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Thursday 7 December 2023 Dublin: 9°C

More jobs coming as Irish firms get 'back on feet'

Small businesses are expecting to hire extra staff this year… and to have to pay more for them.

NEARLY ONE THIRD of small businesses are planning to recruit more staff before the end of the year, but almost half expect their wage bill to rise.

The latest Small Firms Association (SFA) jobs sentiment survey has revealed 30 per cent of businesses were planning to increase employee numbers by the New Year.

Seven per cent of surveyed small firms expected they would need to cut staff, while the remaining 63 per cent thought there would be no change in their workforce.

But the survey, released today, said 45 per cent of respondents forecast their pay bills would go up, with only two per cent predicting a drop in labour costs.

The survey also found:

  • 27 per cent of respondents were planning to increase permanent staff in the last six months of year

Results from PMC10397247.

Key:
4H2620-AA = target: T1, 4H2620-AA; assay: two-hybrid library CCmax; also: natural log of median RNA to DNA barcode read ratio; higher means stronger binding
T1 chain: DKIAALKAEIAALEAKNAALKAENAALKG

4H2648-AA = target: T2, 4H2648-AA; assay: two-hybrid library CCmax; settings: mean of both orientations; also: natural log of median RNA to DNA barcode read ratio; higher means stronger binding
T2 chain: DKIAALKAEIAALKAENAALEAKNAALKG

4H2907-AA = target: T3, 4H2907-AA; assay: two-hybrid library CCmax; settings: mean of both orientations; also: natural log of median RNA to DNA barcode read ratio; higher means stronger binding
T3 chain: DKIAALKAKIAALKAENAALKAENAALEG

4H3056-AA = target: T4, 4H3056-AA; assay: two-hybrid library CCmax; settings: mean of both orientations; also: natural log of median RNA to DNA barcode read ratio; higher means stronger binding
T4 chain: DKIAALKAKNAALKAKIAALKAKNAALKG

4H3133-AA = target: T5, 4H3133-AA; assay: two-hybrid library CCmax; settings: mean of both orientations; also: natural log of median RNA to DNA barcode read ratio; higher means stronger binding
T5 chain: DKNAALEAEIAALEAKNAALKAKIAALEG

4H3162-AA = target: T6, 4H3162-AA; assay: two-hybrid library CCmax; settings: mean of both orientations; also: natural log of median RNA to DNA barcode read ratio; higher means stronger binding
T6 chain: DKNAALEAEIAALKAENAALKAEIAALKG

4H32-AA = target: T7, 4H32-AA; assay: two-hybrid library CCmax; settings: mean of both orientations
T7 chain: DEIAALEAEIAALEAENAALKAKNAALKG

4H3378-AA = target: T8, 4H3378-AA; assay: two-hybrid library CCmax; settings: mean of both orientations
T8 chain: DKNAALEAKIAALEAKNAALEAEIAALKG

• 29 per cent expected to recruit temporary staff
  • 53 per cent thought their pay bill would stay the same

Jobs, labour costs on the up

The latest figures come as Ireland’s official jobless rate hit a five-year low of 11.5 per cent this month and the economy continued showing the green shoots of recovery.

The country is also beating a Europe-wide downturn in manufacturing, with the sector recently cording its fastest growth rate in 15 years and its 15th-straight month of jobs increases.

SFA director Patricia Callan said while some sectors like hospitality were performing well, others continued to struggle.

Small Firms Association Conferences Mark Stedman / Photocall Ireland Small Firms Association director Patricia Callan with former Minister of State for Small Business John Perry. Mark Stedman / Photocall Ireland / Photocall Ireland

“It’s a recovery – people are getting back on their feet – but it’s still fragile,” she told

She said no new taxes should be introduced that further added to rising labour costs and discouraged businesses from hiring more staff.

Read: More than 100 jobs to be created in Dublin, Meath and Belfast

Read: 142 registrations drive “exceptional” consumer spending last month

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